Prison reform has captured headlines, triggered partly by the death of Watergate figure Chuck Colson, who founded Prison Fellowship Ministries, but mostly by legislative actions at the state level.
Social justice advocates and fiscal conservatives are agreeing that the rates of recidivism are too high and the fiscal demands are breaking budgets. The system isn’t working and needs reform.
Georgia Republican Gov. Nathan Deal signed “landmark,” bipartisan legislation in early May that addresses “soaring prison spending that was doing little to reform offenders,” according to the Atlanta Journal-Constitution.
His action drew applause from the nonpartisan, respected Pew Center on the States.
Gelb said, “Georgia’s leaders have developed a landmark set of reforms that will make communities safer and curb runaway corrections spending.”
“Right now in Georgia, nearly one in three leaving our prisons are reconvicted within three years,” said Deal, a member of First Baptist Church of Gainesville.
In Pennsylvania, liberals and conservatives recommended last week “a series of transformative, evidence-based changes to the Pennsylvania corrections system that will reduce prison populations and costs without jeopardizing public safety.”
In Ohio, the Catholic Conference called on the state’s 2.1 million Catholics to contact their state representatives urging support for a bill that would replace statutes that keep “former offenders from getting jobs in some of the state’s largest employment sectors, such as health care and education.”
In Oregon, Democratic Gov. John Kitzhaber issued an executive order in May to study the state’s criminal justice system to cut prison costs and crime.
In Louisiana, the Times-Picayune published an in-depth series on the state’s prison system.
“Louisiana is the world’s prison capital. The state imprisons more of its people, per head, than any of its U.S. counterparts. First among Americans means first in the world. Louisiana’s incarceration rate is nearly triple Iran’s, seven times China’s and 10 times Germany’s,” began the series.
In Oklahoma, Republican Gov. Mary Fallin signed a bill that is expected to reduce prison expenditures and the recidivism rate.
In California, officials announced in April plans for a major overhaul of the state’s prisons.
“California is finally getting its prison costs under control and taking the necessary steps to meet federal court mandates,” said Democratic Gov. Jerry Brown.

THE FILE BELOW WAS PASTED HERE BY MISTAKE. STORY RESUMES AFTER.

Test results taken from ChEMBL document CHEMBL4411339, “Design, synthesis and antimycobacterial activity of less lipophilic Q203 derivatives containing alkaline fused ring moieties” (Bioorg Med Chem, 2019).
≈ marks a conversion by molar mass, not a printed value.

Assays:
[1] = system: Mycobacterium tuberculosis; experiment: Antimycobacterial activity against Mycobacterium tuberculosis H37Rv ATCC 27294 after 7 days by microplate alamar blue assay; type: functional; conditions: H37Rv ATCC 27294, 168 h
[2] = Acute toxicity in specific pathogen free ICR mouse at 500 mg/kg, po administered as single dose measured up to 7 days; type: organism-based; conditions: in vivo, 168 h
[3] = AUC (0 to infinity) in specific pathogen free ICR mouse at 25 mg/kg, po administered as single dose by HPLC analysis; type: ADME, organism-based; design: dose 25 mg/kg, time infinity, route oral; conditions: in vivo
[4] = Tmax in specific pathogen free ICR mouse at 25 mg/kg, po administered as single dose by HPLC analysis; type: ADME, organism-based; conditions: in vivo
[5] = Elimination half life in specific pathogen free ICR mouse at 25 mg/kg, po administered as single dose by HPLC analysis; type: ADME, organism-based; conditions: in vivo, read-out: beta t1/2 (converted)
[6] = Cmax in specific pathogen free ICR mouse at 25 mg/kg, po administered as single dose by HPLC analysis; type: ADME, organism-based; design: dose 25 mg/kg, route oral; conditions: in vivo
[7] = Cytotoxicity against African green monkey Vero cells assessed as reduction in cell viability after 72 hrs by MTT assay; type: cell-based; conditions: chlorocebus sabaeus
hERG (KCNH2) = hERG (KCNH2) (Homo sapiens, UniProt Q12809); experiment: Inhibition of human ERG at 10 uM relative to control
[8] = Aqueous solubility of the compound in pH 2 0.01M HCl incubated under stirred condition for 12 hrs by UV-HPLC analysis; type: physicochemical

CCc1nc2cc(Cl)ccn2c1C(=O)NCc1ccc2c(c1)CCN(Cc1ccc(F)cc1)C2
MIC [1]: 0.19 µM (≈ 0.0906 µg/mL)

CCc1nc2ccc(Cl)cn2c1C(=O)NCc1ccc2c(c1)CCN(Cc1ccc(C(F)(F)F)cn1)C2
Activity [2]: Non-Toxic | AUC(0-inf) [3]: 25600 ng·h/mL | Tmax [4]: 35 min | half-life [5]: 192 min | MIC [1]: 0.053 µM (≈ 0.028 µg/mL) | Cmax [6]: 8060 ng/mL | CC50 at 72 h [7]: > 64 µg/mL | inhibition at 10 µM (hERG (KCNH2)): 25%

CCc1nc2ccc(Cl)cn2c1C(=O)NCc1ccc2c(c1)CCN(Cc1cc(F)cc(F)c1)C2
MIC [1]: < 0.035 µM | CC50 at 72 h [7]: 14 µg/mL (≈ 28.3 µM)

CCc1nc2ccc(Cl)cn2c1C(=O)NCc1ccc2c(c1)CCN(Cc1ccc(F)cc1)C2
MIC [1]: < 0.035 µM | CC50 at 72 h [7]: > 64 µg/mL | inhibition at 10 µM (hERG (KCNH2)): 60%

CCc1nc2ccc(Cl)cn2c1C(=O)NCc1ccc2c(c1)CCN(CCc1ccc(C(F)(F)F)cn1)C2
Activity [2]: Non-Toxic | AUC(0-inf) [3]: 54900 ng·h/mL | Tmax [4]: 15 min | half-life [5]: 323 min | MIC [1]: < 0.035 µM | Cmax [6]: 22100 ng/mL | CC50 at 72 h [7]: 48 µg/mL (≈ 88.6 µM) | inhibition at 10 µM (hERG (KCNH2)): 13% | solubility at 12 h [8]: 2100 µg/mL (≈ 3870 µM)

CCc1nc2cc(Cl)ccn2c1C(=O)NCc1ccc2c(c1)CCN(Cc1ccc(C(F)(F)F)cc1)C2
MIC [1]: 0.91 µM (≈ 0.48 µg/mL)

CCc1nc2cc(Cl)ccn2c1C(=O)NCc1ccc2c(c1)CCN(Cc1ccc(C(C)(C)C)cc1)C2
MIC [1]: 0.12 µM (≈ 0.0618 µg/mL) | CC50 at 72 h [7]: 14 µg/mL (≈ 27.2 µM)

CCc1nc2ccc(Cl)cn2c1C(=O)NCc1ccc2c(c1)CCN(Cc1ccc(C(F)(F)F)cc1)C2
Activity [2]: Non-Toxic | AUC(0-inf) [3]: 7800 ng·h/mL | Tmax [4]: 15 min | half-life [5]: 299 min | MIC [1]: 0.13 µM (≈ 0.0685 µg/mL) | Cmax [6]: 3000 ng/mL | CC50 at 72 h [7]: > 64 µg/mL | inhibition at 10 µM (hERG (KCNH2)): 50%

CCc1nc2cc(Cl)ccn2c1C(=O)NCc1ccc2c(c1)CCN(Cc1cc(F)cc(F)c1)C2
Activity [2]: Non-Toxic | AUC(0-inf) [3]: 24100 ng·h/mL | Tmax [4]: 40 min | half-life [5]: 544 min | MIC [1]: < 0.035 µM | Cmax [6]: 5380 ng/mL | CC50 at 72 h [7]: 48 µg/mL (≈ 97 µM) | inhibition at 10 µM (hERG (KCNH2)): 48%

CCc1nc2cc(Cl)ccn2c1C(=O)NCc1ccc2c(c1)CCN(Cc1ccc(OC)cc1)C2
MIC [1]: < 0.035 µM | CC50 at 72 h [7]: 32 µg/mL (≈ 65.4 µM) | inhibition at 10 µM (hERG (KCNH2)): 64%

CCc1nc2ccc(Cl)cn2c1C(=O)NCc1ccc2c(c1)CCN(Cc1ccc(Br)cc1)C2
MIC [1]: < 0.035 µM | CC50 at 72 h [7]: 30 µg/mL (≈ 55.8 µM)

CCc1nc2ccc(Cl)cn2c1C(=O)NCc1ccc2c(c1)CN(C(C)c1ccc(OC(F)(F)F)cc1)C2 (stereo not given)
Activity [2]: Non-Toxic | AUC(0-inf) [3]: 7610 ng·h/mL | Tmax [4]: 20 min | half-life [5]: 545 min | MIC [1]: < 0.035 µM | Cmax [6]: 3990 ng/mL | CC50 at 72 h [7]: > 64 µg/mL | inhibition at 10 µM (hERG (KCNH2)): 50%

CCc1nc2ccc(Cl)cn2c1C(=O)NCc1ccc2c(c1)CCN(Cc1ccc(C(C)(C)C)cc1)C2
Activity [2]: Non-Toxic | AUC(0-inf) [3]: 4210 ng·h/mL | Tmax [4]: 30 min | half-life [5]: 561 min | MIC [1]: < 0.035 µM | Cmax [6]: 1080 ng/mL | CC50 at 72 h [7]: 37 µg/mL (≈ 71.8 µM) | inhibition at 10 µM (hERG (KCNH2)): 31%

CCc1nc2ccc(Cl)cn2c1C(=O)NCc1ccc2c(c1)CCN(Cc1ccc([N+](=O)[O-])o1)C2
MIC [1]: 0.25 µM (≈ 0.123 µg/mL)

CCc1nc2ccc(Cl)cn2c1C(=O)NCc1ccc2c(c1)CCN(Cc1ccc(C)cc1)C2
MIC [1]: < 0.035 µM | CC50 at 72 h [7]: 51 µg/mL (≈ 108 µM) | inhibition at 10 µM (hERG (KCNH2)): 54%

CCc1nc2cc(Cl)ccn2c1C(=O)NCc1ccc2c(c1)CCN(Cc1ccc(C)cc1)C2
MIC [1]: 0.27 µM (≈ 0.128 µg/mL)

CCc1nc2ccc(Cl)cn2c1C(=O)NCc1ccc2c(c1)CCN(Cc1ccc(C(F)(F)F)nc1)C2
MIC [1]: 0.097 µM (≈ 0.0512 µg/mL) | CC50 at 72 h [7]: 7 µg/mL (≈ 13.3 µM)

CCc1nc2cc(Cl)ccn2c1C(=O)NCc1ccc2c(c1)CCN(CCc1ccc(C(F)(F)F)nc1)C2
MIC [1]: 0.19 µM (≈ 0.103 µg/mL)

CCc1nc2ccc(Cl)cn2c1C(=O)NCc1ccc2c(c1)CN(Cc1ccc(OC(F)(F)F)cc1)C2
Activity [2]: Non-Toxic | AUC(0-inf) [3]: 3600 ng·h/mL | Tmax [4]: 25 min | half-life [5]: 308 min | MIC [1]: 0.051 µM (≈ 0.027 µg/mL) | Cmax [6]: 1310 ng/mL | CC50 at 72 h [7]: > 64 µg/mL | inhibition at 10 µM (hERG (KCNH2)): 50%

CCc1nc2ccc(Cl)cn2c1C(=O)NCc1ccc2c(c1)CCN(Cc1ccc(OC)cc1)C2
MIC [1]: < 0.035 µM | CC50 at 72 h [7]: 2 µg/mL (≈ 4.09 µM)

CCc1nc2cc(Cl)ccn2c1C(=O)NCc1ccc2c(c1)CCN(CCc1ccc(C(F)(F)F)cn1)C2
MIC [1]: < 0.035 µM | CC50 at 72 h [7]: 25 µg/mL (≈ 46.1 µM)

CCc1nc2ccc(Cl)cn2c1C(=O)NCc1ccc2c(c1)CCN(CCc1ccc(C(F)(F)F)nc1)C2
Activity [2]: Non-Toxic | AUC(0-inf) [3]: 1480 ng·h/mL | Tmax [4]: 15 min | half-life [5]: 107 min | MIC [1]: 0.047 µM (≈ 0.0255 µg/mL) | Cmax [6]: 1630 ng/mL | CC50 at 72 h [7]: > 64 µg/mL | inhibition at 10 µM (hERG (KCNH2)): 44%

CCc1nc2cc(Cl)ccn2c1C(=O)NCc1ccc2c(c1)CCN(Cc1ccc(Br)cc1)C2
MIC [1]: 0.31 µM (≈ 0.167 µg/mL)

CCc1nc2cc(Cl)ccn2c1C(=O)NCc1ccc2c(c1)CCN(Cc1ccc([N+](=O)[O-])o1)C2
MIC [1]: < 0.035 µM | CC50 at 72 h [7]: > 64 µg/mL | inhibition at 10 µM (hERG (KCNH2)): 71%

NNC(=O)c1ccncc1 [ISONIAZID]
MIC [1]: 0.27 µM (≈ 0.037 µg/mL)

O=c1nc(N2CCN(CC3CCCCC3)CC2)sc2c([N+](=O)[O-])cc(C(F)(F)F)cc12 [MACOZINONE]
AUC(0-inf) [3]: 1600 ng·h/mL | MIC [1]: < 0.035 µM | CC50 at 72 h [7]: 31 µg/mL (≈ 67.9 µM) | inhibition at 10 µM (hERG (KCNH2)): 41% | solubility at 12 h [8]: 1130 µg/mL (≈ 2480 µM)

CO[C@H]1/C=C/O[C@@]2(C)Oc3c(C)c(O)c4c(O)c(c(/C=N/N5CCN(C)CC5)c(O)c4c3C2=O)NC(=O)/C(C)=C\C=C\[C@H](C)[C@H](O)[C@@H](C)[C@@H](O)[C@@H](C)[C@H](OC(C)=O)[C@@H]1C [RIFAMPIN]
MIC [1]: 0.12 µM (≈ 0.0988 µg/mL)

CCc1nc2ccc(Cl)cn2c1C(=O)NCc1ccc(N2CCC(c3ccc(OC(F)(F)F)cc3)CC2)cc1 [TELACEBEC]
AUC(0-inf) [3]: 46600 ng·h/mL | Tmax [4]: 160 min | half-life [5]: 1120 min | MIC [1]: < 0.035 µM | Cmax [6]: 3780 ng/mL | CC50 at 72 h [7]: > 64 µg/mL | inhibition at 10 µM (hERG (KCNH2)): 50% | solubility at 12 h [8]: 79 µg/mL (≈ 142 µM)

The prison issue is one issue where there appears to be a convergence of political, racial and theological collaboration.
Both political parties are troubled by the high recidivism rates and the crippling incarceration costs. The National Association for the Advancement of Colored People and Grover Norquist’s Americans for Tax Reform found some common ground last year.
Baptists, too, agreed to reach across racial and denominational lines during a recent planning meeting for the 2014 New Baptist Covenant to focus on the prison issue.
The group expressed support for a Baptist Center for Ethics proposal to produce a documentary on Baptists and prisons.
After several weeks of extensive research and continuous calls in search of documentary stories, the Baptist story appears muddled.
A few churches have remarkable stories of energetic re-entry initiatives that have sharply reduced the recidivism rate of returning citizens, especially of women.
Other churches have faced challenges about what to do when released sex offenders want to attend church, and how to balance evangelism with religious liberty for inmates.
Still other churches seem to ignore completely Jesus’ clarion call to care for the incarcerated.
The more I dig into the issue, the more I’m inspired by what I hear. Goodwill Baptists have some terrific stories.
At the same time, I’m surprised at how little goodwill Baptists are doing, especially for a people who claim the Bible as their guide.
If we really take our moral agenda from Jesus’ agenda – found in Luke 4 and Matthew 25 – then we’ve got some reprioritizing to do.